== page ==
Posts Tagged ‘Alice Power’

This is a real love or hate show, though based on the audience reaction last night there’ll be a lot more in the former category. Farce has become somewhat unfashionable (notwithstanding the subversions of the form in Michael Frayn’s Noises Off and Mischief Theatre’s ‘goes wrong’ series) and I’m not sure the West End has seen a farce as frenetic as this for a very long time, if ever. After some initial misgivings, I succumbed to it’s profound silliness but consummate skill.

An assassin and a press photographer, unknown to each other, have adjoining rooms on the sixth floor of a hotel overlooking a court building where a well-known gangster is appearing. The assassin just wants to get the job done and get out of there. The photographer is spiralling into depression following his wife’s departure to live with her psychiatrist. Their situations become as linked as the rooms, as the hotel porter, a policeman, the wife and her psychiatrist get involved in the events unfolding, until the tables are turned.

Francis Veber’s play, adapted by director Sean Foley, is extraordinarily physical, exhausting to watch let alone play, and Foley’s production is very slick. Kenneth Branagh proved his comic timing credentials in Harlequinade earlier in this season, now he proves a master of physical comedy too. We’ve seen Rob Brydon play the hapless Welshman before, but here he adds physical comedy to great effect. Mark Hadfield has a great track record in comedy and here, without the physical demands of the others, he relies on body language, facial expressions and the odd movement to bring the house down. Alex Macqueen, Claudie Blakley and Marcus Fraser provide fine support. Alice Power’s excellent set also performs, as sets often do in farce.

Don’t go expecting culture, but do go prepared for and open to a thoroughly daft but thoroughly skilful example of a once popular but now endangered theatrical genre.

Read Full Post »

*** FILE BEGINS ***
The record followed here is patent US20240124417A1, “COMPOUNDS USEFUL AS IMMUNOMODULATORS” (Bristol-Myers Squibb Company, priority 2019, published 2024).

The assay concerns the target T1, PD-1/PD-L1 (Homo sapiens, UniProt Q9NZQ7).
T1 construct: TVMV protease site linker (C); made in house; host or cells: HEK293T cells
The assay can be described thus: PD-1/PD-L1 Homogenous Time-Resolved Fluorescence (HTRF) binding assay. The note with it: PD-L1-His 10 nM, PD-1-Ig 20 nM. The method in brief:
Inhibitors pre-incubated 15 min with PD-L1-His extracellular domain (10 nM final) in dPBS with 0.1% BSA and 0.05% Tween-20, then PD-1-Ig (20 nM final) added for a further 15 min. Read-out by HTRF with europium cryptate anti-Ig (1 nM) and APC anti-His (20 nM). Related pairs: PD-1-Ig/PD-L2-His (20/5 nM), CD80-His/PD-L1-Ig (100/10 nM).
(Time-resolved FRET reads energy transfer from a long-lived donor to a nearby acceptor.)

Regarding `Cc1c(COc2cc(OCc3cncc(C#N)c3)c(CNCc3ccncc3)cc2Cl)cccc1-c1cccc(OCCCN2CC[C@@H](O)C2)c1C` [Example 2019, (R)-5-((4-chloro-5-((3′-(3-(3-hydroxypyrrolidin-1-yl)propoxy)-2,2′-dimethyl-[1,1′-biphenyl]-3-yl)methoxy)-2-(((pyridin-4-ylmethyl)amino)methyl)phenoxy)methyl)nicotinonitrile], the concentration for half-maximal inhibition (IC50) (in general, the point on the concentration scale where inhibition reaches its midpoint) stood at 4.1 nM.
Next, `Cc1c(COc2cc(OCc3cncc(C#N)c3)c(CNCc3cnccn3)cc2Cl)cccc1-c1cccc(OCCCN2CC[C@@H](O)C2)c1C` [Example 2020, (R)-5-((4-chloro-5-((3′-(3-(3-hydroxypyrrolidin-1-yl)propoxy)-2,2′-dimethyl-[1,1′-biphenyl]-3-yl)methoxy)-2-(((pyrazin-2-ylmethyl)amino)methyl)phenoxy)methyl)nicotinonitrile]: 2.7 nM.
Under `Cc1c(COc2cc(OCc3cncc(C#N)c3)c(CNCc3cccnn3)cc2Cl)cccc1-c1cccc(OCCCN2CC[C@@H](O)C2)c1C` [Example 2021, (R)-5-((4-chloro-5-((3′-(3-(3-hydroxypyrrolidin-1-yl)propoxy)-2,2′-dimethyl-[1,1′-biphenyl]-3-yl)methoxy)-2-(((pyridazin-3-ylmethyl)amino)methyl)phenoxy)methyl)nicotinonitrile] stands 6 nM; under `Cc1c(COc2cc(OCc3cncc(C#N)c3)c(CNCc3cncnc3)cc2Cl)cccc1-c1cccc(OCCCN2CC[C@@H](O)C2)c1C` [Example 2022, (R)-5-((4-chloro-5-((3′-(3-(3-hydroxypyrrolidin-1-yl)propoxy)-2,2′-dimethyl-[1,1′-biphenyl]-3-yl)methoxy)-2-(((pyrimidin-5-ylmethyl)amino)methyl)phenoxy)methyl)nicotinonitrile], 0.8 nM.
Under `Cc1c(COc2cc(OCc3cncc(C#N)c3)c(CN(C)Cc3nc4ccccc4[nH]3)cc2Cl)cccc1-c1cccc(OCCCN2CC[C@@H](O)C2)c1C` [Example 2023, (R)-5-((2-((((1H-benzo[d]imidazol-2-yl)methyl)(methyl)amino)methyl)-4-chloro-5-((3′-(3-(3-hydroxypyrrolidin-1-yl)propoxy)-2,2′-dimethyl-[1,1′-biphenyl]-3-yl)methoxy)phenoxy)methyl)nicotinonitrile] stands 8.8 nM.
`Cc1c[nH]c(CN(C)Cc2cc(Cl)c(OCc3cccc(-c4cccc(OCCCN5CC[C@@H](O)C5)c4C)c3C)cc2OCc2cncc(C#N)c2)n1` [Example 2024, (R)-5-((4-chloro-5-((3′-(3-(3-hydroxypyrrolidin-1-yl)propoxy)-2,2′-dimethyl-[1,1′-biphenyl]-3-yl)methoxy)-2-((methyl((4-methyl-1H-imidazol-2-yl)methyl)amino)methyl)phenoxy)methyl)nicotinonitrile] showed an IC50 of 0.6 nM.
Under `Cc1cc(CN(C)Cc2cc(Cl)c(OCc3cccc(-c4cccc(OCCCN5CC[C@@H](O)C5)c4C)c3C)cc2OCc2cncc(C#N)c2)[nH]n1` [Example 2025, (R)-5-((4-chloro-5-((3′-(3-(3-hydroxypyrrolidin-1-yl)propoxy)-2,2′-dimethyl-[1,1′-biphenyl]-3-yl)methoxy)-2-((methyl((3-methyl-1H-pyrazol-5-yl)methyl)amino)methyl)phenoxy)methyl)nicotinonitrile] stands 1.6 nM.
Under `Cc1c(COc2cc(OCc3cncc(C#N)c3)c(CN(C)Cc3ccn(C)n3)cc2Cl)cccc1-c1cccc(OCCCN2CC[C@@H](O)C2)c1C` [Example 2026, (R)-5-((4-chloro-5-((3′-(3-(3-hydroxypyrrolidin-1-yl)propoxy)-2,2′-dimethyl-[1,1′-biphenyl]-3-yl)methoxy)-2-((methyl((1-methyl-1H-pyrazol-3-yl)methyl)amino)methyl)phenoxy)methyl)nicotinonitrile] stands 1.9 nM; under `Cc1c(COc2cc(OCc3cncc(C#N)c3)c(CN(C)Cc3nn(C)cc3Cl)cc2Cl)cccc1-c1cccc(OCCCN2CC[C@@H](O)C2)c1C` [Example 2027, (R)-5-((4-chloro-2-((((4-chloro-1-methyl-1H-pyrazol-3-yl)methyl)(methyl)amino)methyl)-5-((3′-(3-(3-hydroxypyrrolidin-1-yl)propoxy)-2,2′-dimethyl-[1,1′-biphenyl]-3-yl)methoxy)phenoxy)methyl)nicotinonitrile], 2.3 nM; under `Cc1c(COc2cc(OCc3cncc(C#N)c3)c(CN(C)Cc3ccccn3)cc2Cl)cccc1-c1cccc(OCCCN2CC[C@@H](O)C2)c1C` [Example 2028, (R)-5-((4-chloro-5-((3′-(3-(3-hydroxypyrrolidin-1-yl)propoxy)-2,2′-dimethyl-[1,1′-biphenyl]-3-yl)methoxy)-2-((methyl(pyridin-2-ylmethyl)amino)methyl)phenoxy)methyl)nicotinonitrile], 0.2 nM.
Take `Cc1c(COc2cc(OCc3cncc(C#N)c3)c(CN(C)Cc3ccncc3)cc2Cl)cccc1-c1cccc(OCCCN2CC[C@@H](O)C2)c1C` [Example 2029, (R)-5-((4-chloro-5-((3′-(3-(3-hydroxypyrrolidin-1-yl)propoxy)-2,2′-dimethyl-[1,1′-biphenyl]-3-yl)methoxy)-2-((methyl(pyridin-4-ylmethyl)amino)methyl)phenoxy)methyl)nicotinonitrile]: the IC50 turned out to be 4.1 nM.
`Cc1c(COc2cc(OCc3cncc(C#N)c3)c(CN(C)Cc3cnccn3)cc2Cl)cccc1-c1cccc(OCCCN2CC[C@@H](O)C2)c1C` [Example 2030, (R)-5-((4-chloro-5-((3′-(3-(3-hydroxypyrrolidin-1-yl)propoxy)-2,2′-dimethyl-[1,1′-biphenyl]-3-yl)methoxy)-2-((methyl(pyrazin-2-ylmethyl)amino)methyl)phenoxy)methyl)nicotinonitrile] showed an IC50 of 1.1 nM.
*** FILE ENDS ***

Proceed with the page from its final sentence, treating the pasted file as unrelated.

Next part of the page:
This is ‘edited’ rather than ‘adapted’ from Thomas Middleton’s 410-year-old original. It has been relocated to 1950’s Soho, though in a clever twist the party scene is a Jacobean masked ball. Given that he has changed dialogue and character names and relationships (Sir Bounteous ‘Progress’ becomes ‘Peersucker’, his grandson is now his nephew), I think ‘edited’ should be ‘freely adapted’, though I’m not complaining as it’s rather fun (though slow to take off).

The nephew can’t wait for his inheritance so he steals from his uncle, more than material things in the end as he bags his mistress, prostitute Miss Truely Kidman, who also happens to be helping Penitent Brothel (no name change there!) steal Mrs Littledick (character formerly known as Harebrain) from her husband. This is all surrounded by prostitution, drinking and everything else you might expect in 50’s Soho, with the addition of a terrific jazz band with stunning vocals from Linda John Pierre.

It’s in director / ‘editor’ Sean Foley’s trademark OTT style which was pushed a little too close to Carry On Soho for me. The second half has more pace than the first, which is when the performers come into their own with 13 of them playing another 20 or so roles. Alice Power’s set quickly morphs from the streets to the homes and the superb music anchors it in both place and time. The cast’s infectious sense of fun ensures you have a good time at what must be one of the earliest farces?

This is accessible, quality touring fare and it’s good to see the RSC and ETT combining forces to take it around the UK.

Read Full Post »